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 Table of Contents    
SHORT COMMUNICATION  
Year : 2011  |  Volume : 36  |  Issue : 1  |  Page : 66-68
 

Vibrio cholerae O1 Ogawa serotype outbreak in a village of Ambala district in Haryana, India


1 School of Public Health, Post Graduate Institute of Medical Education and Research, Chandigarh, India
2 Department of Medical Microbiology, Post Graduate Institute of Medical Education and Research, Chandigarh, India
3 Primary Health Centre, Noorpur, Ambala, Haryana, India

Date of Submission28-Dec-2009
Date of Acceptance12-Aug-2010
Date of Web Publication12-May-2011

Correspondence Address:
Dinesh Kumar
School of Public Health, Post Graduate Institute of Medical Education and Research, Chandigarh - 160 012
India
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Source of Support: None, Conflict of Interest: None


DOI: 10.4103/0970-0218.80799

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How to cite this article:
Kumar D, Taneja N, Gill HS, Kumar R. Vibrio cholerae O1 Ogawa serotype outbreak in a village of Ambala district in Haryana, India. Indian J Community Med 2011;36:66-8

How to cite this URL:
Kumar D, Taneja N, Gill HS, Kumar R. Vibrio cholerae O1 Ogawa serotype outbreak in a village of Ambala district in Haryana, India. Indian J Community Med [serial online] 2011 [cited 2020 Sep 26];36:66-8. Available from: http://www.ijcm.org.in/text.asp?2011/36/1/66/80799



   Introduction Top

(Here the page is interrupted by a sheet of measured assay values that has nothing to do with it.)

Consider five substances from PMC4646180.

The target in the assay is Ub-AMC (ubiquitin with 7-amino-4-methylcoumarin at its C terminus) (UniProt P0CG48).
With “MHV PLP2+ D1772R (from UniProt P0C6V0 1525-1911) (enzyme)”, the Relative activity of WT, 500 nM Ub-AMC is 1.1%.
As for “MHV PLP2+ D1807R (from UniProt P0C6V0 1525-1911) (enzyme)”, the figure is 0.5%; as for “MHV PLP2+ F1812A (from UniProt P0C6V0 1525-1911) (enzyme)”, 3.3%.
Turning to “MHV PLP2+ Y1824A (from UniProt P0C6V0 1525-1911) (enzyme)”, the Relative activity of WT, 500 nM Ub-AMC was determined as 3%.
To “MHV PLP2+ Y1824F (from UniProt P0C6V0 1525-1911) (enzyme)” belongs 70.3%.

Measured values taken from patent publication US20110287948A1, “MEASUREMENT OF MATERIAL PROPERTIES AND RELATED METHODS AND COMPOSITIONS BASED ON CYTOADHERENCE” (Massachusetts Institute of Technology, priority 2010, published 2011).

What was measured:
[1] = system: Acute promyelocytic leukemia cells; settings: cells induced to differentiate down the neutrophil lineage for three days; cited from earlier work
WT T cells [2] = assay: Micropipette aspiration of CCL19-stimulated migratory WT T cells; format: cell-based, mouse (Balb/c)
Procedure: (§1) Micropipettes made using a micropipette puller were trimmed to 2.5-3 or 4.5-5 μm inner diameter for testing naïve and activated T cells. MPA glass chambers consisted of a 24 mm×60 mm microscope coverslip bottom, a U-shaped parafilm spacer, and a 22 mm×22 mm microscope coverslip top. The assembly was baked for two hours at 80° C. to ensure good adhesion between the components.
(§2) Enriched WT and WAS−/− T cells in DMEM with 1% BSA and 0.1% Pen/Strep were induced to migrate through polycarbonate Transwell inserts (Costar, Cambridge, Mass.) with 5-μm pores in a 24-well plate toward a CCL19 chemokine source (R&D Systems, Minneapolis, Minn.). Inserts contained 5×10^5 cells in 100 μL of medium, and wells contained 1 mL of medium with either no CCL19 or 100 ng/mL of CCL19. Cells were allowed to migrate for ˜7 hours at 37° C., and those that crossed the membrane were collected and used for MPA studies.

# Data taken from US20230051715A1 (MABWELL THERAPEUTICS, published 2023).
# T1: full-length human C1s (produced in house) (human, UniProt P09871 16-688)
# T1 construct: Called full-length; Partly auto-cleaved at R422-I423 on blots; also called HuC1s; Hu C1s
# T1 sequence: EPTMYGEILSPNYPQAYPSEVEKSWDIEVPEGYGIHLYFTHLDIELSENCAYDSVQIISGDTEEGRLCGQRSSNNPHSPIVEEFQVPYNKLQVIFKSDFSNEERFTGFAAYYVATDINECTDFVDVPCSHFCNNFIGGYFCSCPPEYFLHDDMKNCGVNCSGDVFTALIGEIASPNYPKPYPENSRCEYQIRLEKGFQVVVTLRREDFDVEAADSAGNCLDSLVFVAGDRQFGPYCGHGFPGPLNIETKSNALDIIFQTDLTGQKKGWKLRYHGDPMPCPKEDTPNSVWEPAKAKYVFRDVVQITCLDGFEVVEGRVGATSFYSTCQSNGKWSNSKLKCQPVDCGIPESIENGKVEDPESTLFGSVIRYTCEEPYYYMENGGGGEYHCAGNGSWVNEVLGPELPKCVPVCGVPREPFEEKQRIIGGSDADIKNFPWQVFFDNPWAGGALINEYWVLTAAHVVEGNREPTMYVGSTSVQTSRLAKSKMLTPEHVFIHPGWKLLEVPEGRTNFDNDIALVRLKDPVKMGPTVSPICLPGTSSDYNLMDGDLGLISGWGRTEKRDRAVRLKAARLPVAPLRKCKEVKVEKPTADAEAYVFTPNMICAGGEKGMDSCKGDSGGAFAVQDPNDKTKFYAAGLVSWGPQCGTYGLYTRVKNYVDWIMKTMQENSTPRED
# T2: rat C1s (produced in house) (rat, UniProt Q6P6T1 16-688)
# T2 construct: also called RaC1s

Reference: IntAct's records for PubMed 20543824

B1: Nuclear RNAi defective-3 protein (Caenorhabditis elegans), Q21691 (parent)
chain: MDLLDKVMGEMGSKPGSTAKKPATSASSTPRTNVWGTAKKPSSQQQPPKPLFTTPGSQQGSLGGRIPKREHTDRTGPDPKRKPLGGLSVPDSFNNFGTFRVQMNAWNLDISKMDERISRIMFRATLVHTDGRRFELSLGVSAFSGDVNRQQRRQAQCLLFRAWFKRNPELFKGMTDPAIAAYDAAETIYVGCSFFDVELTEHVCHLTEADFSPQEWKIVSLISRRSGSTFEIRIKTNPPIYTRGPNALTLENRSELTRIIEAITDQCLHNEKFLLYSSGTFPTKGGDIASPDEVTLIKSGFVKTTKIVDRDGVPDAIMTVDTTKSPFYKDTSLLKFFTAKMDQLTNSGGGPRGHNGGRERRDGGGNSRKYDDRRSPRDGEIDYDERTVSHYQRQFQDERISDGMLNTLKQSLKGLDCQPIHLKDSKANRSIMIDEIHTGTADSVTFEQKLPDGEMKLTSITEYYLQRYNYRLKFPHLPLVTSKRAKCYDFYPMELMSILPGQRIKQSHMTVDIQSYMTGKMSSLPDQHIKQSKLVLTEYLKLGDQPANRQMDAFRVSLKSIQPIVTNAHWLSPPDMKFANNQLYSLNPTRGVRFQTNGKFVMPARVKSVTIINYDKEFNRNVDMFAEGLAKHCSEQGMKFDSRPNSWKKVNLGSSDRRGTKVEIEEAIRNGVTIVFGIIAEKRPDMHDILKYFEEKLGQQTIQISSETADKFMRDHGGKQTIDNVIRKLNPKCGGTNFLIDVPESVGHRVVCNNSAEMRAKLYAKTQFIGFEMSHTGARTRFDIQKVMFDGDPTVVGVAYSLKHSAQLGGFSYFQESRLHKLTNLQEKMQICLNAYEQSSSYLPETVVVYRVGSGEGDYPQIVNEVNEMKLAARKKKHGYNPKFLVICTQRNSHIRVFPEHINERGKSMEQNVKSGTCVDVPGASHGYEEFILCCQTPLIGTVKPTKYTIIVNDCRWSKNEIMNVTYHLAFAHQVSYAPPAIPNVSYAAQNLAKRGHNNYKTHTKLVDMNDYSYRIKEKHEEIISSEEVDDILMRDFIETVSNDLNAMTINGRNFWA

Cholera occurs in sporadic, endemic, epidemic, and pandemic forms. Large deltaic areas of the Ganges and Brahmaputra rivers are considered to be the homeland of cholera. After the 19 th century, in several pandemics, it has involved most parts of the world. In India, epidemics of cholera are quite frequent. Epidemiological studies have estimated that it is responsible of about 5-10% of all acute diarrhea cases. [1]

Cholera may lead to death due to hypovolemic shock within 24 hours due to profuse watery diarrhea and vomiting. In most parts of the world,  Vibrio cholerae Scientific Name Search  El Tor biotype is the main cause of the outbreaks, which causes mild and asymptomatic diarrhea as compared to the classical typeToxigenic strains of Vibrio cholerae belonging to the O1 and O139 serogroups cause a devastating type of diarrhea. The occurrence of epidemics is known to coincide with increased prevalence of the causative Vibrio cholerae strain in the aquatic environment. We report an extensive outbreak of cholera in the Noorpur village of Haryana which was caused by Vibrio cholerae Ogawa serotype transmitted from the water of a shallow handpump located near a drain.